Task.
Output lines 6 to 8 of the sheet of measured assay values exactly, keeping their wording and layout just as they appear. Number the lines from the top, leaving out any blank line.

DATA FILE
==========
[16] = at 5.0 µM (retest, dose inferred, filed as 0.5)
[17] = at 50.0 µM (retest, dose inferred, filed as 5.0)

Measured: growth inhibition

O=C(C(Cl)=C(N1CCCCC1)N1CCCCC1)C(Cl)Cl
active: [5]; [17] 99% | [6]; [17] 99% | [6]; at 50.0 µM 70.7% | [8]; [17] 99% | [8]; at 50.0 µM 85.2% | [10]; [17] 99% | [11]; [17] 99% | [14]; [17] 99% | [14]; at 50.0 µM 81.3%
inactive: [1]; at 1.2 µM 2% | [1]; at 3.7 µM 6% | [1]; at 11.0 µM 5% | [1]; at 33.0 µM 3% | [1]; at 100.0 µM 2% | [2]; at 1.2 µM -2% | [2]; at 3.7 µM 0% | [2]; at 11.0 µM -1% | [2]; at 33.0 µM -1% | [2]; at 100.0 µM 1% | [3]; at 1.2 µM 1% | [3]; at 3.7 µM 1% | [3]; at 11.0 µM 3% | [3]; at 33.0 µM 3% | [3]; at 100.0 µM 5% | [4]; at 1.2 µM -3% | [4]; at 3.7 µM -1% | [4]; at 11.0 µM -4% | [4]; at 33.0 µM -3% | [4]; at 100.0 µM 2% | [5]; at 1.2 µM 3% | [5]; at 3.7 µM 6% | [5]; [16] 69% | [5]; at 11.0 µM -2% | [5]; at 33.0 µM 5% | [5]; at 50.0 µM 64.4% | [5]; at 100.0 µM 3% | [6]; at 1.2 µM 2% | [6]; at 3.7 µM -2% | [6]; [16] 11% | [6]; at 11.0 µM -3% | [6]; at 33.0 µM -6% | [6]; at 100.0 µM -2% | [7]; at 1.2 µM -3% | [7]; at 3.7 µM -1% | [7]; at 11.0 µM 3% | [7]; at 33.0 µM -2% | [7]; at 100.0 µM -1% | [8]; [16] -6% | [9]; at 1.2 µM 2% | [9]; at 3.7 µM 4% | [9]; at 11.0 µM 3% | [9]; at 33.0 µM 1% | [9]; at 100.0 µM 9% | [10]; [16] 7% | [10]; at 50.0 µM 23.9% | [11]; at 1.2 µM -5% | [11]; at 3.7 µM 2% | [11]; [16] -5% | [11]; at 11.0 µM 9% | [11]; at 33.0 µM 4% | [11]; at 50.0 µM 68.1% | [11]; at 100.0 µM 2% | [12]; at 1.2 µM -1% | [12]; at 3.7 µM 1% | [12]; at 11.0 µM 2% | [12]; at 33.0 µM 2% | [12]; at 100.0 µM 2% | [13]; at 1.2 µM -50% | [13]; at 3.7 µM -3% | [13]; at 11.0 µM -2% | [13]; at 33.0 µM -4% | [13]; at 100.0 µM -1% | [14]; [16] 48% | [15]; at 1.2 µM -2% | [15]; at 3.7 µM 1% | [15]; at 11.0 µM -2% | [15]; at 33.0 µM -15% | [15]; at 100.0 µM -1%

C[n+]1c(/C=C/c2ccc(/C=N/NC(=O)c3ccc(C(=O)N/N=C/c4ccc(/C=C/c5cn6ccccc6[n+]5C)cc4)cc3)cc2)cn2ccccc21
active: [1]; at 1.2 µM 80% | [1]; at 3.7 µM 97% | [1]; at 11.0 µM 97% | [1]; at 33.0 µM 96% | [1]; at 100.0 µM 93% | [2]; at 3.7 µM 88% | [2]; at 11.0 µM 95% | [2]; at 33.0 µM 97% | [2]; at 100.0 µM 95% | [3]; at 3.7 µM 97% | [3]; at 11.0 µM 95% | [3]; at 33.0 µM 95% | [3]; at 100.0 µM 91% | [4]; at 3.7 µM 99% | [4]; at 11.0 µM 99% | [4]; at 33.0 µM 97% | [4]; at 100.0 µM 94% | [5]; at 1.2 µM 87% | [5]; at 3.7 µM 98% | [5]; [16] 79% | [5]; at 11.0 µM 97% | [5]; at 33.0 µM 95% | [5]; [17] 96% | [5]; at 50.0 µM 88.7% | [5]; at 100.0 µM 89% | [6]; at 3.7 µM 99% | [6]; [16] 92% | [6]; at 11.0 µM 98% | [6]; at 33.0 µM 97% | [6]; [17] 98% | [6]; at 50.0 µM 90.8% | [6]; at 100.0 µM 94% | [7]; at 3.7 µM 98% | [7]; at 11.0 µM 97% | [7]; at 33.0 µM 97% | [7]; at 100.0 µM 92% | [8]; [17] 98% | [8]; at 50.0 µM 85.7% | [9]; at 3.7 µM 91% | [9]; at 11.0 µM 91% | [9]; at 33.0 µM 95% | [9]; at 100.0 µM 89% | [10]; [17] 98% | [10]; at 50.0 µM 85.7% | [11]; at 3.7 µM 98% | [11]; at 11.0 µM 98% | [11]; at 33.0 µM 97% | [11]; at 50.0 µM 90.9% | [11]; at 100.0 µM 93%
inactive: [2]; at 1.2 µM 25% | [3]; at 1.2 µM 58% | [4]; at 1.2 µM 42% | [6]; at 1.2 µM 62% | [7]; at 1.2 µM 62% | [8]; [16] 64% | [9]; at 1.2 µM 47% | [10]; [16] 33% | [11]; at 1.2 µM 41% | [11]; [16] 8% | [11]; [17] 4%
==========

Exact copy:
inactive: [1]; at 1.2 µM 2% | [1]; at 3.7 µM 6% | [1]; at 11.0 µM 5% | [1]; at 33.0 µM 3% | [1]; at 100.0 µM 2% | [2]; at 1.2 µM -2% | [2]; at 3.7 µM 0% | [2]; at 11.0 µM -1% | [2]; at 33.0 µM -1% | [2]; at 100.0 µM 1% | [3]; at 1.2 µM 1% | [3]; at 3.7 µM 1% | [3]; at 11.0 µM 3% | [3]; at 33.0 µM 3% | [3]; at 100.0 µM 5% | [4]; at 1.2 µM -3% | [4]; at 3.7 µM -1% | [4]; at 11.0 µM -4% | [4]; at 33.0 µM -3% | [4]; at 100.0 µM 2% | [5]; at 1.2 µM 3% | [5]; at 3.7 µM 6% | [5]; [16] 69% | [5]; at 11.0 µM -2% | [5]; at 33.0 µM 5% | [5]; at 50.0 µM 64.4% | [5]; at 100.0 µM 3% | [6]; at 1.2 µM 2% | [6]; at 3.7 µM -2% | [6]; [16] 11% | [6]; at 11.0 µM -3% | [6]; at 33.0 µM -6% | [6]; at 100.0 µM -2% | [7]; at 1.2 µM -3% | [7]; at 3.7 µM -1% | [7]; at 11.0 µM 3% | [7]; at 33.0 µM -2% | [7]; at 100.0 µM -1% | [8]; [16] -6% | [9]; at 1.2 µM 2% | [9]; at 3.7 µM 4% | [9]; at 11.0 µM 3% | [9]; at 33.0 µM 1% | [9]; at 100.0 µM 9% | [10]; [16] 7% | [10]; at 50.0 µM 23.9% | [11]; at 1.2 µM -5% | [11]; at 3.7 µM 2% | [11]; [16] -5% | [11]; at 11.0 µM 9% | [11]; at 33.0 µM 4% | [11]; at 50.0 µM 68.1% | [11]; at 100.0 µM 2% | [12]; at 1.2 µM -1% | [12]; at 3.7 µM 1% | [12]; at 11.0 µM 2% | [12]; at 33.0 µM 2% | [12]; at 100.0 µM 2% | [13]; at 1.2 µM -50% | [13]; at 3.7 µM -3% | [13]; at 11.0 µM -2% | [13]; at 33.0 µM -4% | [13]; at 100.0 µM -1% | [14]; [16] 48% | [15]; at 1.2 µM -2% | [15]; at 3.7 µM 1% | [15]; at 11.0 µM -2% | [15]; at 33.0 µM -15% | [15]; at 100.0 µM -1%

C[n+]1c(/C=C/c2ccc(/C=N/NC(=O)c3ccc(C(=O)N/N=C/c4ccc(/C=C/c5cn6ccccc6[n+]5C)cc4)cc3)cc2)cn2ccccc21
active: [1]; at 1.2 µM 80% | [1]; at 3.7 µM 97% | [1]; at 11.0 µM 97% | [1]; at 33.0 µM 96% | [1]; at 100.0 µM 93% | [2]; at 3.7 µM 88% | [2]; at 11.0 µM 95% | [2]; at 33.0 µM 97% | [2]; at 100.0 µM 95% | [3]; at 3.7 µM 97% | [3]; at 11.0 µM 95% | [3]; at 33.0 µM 95% | [3]; at 100.0 µM 91% | [4]; at 3.7 µM 99% | [4]; at 11.0 µM 99% | [4]; at 33.0 µM 97% | [4]; at 100.0 µM 94% | [5]; at 1.2 µM 87% | [5]; at 3.7 µM 98% | [5]; [16] 79% | [5]; at 11.0 µM 97% | [5]; at 33.0 µM 95% | [5]; [17] 96% | [5]; at 50.0 µM 88.7% | [5]; at 100.0 µM 89% | [6]; at 3.7 µM 99% | [6]; [16] 92% | [6]; at 11.0 µM 98% | [6]; at 33.0 µM 97% | [6]; [17] 98% | [6]; at 50.0 µM 90.8% | [6]; at 100.0 µM 94% | [7]; at 3.7 µM 98% | [7]; at 11.0 µM 97% | [7]; at 33.0 µM 97% | [7]; at 100.0 µM 92% | [8]; [17] 98% | [8]; at 50.0 µM 85.7% | [9]; at 3.7 µM 91% | [9]; at 11.0 µM 91% | [9]; at 33.0 µM 95% | [9]; at 100.0 µM 89% | [10]; [17] 98% | [10]; at 50.0 µM 85.7% | [11]; at 3.7 µM 98% | [11]; at 11.0 µM 98% | [11]; at 33.0 µM 97% | [11]; at 50.0 µM 90.9% | [11]; at 100.0 µM 93%